Another labour organization is expressing outrage at the Newfoundland and Labrador Employers’ Council’s position against presumptive mental health legislation.
In a news release issued Tuesday, Fish, Food and Allied Workers’ (FFAW)-Unifor called it “disturbing.”
Meanwhile, Employers’ Council executive director Richard Alexander is defending the council’s position.
“Presumptive mental health coverage is not the same as mental health coverage,” he wrote in an email to The Telegram.
“The Employers’ Council is not opposed to mental health legislation for workers. Quite the opposite. We support access to worker's compensation for any worker suffering from a mental health injury/illness due to work related trauma. We supported changes made in March to WorkplaceNL’s mental stress policy that greatly improved access to worker’s compensation for all workers who are diagnosed with a mental health injury/illness due to traumatic event(s) in the workplace.”
However, the Employers’ Council does not support presumptive legislation, and that’s the point on which several unions take issue.
Presumptive legislation refers to the acceptance of injury claims for a medical or psychiatric diagnosis without a worker having to prove the disorder is a result of an event or exposure while on the job.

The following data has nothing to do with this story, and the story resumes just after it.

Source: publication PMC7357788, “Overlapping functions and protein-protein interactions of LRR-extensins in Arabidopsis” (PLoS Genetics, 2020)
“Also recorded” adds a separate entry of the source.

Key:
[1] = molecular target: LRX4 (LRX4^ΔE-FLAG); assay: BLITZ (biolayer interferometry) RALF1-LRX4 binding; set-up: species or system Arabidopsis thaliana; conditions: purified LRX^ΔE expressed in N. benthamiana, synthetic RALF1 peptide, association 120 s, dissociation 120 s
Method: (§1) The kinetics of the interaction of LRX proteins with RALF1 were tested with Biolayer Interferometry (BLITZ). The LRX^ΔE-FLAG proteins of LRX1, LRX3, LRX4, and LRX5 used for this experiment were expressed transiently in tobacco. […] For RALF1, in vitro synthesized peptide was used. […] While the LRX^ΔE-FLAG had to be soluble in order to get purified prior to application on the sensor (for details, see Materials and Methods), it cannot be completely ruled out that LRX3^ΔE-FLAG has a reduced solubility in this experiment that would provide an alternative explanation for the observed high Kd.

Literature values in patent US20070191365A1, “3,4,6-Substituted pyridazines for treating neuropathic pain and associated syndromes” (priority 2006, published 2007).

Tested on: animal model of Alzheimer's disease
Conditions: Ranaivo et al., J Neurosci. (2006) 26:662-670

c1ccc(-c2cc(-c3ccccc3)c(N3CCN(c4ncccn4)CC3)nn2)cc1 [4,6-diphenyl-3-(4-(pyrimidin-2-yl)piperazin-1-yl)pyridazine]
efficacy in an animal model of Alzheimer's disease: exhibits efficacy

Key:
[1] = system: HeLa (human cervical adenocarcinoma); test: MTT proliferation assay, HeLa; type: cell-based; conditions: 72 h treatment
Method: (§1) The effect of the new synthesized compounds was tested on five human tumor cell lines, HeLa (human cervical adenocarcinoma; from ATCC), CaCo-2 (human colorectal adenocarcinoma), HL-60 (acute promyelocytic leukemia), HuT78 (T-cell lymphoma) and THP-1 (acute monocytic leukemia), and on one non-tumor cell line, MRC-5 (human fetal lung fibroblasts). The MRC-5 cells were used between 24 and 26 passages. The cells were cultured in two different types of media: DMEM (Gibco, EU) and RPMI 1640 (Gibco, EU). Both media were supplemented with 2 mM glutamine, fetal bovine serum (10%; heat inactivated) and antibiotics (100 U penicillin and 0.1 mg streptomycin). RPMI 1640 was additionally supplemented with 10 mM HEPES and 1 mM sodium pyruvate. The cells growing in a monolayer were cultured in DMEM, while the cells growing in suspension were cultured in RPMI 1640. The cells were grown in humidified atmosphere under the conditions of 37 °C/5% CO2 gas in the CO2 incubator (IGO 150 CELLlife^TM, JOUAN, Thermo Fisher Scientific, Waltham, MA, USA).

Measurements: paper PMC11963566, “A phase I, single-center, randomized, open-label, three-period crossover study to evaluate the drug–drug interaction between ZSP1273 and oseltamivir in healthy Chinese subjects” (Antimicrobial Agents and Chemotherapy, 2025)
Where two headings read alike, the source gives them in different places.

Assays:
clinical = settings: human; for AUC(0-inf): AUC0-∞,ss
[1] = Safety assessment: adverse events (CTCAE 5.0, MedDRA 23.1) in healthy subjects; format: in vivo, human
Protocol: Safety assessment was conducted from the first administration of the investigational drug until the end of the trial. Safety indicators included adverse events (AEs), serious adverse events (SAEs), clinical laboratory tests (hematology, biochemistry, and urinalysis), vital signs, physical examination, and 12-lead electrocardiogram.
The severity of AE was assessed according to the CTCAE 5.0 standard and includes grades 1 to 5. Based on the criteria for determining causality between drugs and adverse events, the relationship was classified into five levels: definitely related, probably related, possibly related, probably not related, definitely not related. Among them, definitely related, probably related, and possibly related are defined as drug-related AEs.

The Newfoundland and Labrador Association of Public and Private Employees (NAPE), the Registered Nurses’ Union, and the Newfoundland and Labrador Federation of Labour all criticized the Employers’ Council’s position within the past week.
Keith Sullivan, president of FFAW-Unifor, said in a news release on Tuesday the council is “regressive and wrong-headed about common-sense legislation that will provide workers suffering from a workplace mental health injury or illness with the supports and services they deserve.”
Sullivan said Ocean Choice International (OCI) — which employs many FFAW-Unifor members — is a member of the Employers’ Council. This Sullivan said, “comes as no surprise to workers who have been fighting for years for improvements to health and safety in OCI plants.”
“The Employers’ Council and their members who oppose this legislation will find themselves, once again, on the wrong side of history if they continue to oppose this legislation,” Sullivan was quoted saying in the release.
FFAW-Unifor expressed its support for NAPE in its campaign for presumptive mental health legislation.
The union also called on government to move forward with the legislation.
Alexander maintained union leadership is “mischaracterizing” the Employers’ Council’s position and attacking its organization and members instead of debating elements of public policy.